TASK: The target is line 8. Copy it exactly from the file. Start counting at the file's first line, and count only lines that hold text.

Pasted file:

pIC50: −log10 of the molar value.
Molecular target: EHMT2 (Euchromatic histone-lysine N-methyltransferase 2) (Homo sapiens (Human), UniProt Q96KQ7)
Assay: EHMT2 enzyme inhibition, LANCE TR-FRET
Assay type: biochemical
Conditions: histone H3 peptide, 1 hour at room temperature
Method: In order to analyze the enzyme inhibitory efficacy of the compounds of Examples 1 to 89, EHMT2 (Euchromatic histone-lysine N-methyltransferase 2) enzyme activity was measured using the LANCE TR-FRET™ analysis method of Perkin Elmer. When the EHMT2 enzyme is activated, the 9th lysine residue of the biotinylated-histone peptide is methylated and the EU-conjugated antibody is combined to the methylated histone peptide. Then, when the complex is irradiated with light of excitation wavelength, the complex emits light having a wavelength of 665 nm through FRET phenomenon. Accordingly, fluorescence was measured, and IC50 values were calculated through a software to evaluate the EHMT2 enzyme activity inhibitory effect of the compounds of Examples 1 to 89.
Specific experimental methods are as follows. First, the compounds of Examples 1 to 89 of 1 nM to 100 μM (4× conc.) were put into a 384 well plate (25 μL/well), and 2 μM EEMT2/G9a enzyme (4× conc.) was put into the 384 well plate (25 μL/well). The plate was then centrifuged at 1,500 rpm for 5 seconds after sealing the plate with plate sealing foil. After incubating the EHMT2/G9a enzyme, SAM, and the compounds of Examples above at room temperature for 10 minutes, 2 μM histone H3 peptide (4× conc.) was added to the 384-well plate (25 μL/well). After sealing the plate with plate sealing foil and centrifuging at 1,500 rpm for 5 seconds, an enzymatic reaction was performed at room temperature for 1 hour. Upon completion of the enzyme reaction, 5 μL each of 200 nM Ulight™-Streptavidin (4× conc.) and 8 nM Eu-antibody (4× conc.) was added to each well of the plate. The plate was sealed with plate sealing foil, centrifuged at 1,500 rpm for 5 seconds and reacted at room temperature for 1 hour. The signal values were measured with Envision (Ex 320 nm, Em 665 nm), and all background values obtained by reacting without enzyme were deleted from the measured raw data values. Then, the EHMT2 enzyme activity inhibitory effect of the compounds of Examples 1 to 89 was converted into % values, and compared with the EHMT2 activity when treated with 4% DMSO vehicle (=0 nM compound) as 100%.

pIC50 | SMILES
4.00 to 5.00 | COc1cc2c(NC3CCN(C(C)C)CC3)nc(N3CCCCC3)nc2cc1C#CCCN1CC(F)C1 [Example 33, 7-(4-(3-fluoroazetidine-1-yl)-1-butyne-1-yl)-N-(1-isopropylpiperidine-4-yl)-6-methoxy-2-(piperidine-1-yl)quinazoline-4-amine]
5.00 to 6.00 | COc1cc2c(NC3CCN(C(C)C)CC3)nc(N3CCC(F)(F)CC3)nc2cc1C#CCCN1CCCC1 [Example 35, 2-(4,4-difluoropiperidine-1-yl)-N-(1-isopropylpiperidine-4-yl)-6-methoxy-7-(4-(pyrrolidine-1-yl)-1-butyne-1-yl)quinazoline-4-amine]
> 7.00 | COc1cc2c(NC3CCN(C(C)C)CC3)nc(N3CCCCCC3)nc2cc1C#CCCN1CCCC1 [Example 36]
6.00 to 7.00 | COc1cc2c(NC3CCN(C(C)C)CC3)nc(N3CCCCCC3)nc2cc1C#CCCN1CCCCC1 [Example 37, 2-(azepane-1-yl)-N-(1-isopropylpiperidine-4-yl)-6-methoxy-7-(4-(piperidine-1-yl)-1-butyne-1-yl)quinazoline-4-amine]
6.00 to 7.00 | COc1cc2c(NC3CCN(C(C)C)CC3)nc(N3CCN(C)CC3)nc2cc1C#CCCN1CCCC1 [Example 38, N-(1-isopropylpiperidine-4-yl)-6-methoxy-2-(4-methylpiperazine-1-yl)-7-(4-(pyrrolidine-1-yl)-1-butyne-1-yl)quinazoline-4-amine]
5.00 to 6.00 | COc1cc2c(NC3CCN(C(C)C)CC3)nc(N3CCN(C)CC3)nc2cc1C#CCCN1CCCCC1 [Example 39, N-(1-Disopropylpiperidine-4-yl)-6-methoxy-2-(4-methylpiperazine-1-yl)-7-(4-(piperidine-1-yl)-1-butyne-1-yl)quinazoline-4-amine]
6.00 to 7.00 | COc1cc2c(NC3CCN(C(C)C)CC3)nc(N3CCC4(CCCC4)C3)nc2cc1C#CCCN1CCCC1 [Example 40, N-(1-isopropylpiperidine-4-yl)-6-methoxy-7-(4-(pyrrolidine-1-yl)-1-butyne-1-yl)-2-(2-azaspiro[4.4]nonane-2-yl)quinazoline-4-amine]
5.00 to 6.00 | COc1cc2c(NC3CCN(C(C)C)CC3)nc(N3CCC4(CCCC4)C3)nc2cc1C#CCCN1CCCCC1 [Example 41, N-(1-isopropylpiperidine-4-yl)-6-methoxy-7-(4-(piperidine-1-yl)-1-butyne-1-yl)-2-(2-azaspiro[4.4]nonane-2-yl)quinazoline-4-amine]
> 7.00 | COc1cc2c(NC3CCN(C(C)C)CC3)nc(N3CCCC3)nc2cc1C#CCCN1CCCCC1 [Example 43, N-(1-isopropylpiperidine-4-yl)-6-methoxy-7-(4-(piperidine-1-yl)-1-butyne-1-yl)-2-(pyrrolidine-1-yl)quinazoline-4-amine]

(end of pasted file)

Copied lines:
pIC50 | SMILES